I love the premise for this book: In Heian Period Japan (something like 794 to 1185), the land is at peace with its neighbors, and prosperous – but the supernatural world is another story entirely. The nights are thick with ghosts and demons, most of them dangerous enough that walking out after sundown is a very bad idea for most.
Not for Yamada no Goji, though. He is a demon-queller, an investigator, noble enough to be eligible for hire by greater nobles, but not noble enough to actually have money or position. He would live paycheck to paycheck, if he had a steady paycheck; as it is he lives from job to job, and sometimes takes extraordinarily dangerous jobs simply to get by. Fortunately, he has the assistance (not always eager) of the priest Kenji, who is a priest much in the same way Yamada is a nobleman: in name, mostly. Still, whatever Kenji’s faults in the minutiae of devotion (keeping up his tonsure, keeping sober, keeping away from women and sake), he is a powerful exorcist and maker of wards, and therefore an invaluable sidekick for a demon-queller.
This isn’t a novel, but a collection of stories that constitute a larger story arc. Each story is self-contained, but meshes beautifully with the rest. When Yamada contemplates an empty sake barrel in one story, we know the reason he drained it lies in the first story.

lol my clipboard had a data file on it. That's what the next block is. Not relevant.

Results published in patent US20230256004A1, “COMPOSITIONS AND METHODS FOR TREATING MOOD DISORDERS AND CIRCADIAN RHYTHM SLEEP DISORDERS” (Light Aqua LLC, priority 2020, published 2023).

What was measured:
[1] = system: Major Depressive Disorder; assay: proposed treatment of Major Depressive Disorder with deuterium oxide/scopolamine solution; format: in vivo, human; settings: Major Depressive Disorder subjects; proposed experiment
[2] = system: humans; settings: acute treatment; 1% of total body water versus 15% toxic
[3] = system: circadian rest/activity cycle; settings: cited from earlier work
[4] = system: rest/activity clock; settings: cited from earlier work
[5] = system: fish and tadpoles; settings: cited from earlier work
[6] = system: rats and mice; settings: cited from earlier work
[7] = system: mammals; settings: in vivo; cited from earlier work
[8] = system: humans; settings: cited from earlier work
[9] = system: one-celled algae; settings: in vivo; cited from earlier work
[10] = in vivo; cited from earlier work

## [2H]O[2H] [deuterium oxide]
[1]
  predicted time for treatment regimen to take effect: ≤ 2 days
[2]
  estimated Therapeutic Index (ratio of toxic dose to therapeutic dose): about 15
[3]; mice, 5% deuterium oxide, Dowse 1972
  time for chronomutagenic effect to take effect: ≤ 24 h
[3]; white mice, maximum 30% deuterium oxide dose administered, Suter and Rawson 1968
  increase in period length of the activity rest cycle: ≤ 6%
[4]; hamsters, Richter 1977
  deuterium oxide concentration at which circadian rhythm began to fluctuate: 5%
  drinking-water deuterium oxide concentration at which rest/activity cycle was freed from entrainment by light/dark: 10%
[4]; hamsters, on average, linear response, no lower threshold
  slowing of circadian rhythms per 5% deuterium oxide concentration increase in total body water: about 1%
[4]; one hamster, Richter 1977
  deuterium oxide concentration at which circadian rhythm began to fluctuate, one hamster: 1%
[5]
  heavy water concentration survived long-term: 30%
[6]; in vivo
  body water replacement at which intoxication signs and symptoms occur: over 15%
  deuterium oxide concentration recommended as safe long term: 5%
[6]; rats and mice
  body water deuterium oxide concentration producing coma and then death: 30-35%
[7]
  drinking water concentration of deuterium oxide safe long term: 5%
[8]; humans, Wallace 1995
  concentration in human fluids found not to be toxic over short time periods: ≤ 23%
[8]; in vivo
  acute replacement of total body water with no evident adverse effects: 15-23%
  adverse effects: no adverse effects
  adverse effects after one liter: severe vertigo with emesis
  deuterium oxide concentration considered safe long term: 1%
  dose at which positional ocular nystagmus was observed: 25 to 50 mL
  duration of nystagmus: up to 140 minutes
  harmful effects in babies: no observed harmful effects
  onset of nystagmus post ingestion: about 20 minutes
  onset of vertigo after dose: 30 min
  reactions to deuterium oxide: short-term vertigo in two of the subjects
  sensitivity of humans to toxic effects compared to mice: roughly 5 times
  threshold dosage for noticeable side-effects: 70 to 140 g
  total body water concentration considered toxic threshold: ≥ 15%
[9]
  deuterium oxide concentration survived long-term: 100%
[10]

I was thoroughly confused when Our Hero instructed someone to call him by a more familiar name, “Goji”. “But – Monogatari -?” I thought. What I did not know: according to Wiki: Monogatari “is a literary form in traditional Japanese literature, an extended prose narrative tale comparable to the epic.” To Kill a Mockingbird: charmingly, becomes Arabama Monogatari.
The writing was excellent; any disappointment I felt that this was not a novel is on me, not the book. I enjoyed the characters – Kenji kind of slipped right in under all defences – and I’m becoming more and more fascinated by Japanese mythology. I love a good kitsune. This is highly recommended.
Also? Great cover.
- Genji Monogatari (源氏物語) (nightinbloom.wordpress.com)
- Japan’s Heian Period, from 794 to 1185 (japanesesearch.com)